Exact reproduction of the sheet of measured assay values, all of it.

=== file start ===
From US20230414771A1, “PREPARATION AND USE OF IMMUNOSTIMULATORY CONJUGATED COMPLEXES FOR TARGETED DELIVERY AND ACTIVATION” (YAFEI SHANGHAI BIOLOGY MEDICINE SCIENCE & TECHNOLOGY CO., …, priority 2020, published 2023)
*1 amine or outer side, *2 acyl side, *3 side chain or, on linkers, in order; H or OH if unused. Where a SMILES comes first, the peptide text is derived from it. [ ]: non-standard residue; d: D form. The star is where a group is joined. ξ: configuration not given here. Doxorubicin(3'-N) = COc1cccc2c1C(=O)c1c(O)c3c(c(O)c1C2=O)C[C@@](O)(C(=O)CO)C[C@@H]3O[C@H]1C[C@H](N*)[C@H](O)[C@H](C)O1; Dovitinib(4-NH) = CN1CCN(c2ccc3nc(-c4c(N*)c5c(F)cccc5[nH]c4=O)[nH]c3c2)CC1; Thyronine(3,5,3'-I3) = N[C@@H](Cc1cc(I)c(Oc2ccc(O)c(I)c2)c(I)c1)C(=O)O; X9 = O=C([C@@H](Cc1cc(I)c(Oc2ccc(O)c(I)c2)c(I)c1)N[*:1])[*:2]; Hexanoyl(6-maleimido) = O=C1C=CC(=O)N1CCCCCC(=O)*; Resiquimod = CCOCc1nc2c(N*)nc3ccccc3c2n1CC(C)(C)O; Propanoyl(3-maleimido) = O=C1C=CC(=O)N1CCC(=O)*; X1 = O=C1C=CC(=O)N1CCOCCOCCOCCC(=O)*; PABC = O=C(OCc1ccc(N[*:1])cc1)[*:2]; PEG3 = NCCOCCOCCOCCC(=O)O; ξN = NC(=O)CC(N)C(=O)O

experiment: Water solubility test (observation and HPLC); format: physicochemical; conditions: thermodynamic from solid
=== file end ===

From US20230414771A1, “PREPARATION AND USE OF IMMUNOSTIMULATORY CONJUGATED COMPLEXES FOR TARGETED DELIVERY AND ACTIVATION” (YAFEI SHANGHAI BIOLOGY MEDICINE SCIENCE & TECHNOLOGY CO., …, priority 2020, published 2023)
*1 amine or outer side, *2 acyl side, *3 side chain or, on linkers, in order; H or OH if unused. Where a SMILES comes first, the peptide text is derived from it. [ ]: non-standard residue; d: D form. The star is where a group is joined. ξ: configuration not given here. Doxorubicin(3'-N) = COc1cccc2c1C(=O)c1c(O)c3c(c(O)c1C2=O)C[C@@](O)(C(=O)CO)C[C@@H]3O[C@H]1C[C@H](N*)[C@H](O)[C@H](C)O1; Dovitinib(4-NH) = CN1CCN(c2ccc3nc(-c4c(N*)c5c(F)cccc5[nH]c4=O)[nH]c3c2)CC1; Thyronine(3,5,3'-I3) = N[C@@H](Cc1cc(I)c(Oc2ccc(O)c(I)c2)c(I)c1)C(=O)O; X9 = O=C([C@@H](Cc1cc(I)c(Oc2ccc(O)c(I)c2)c(I)c1)N[*:1])[*:2]; Hexanoyl(6-maleimido) = O=C1C=CC(=O)N1CCCCCC(=O)*; Resiquimod = CCOCc1nc2c(N*)nc3ccccc3c2n1CC(C)(C)O; Propanoyl(3-maleimido) = O=C1C=CC(=O)N1CCC(=O)*; X1 = O=C1C=CC(=O)N1CCOCCOCCOCCC(=O)*; PABC = O=C(OCc1ccc(N[*:1])cc1)[*:2]; PEG3 = NCCOCCOCCOCCC(=O)O; ξN = NC(=O)CC(N)C(=O)O

experiment: Water solubility test (observation and HPLC); format: physicochemical; conditions: thermodynamic from solid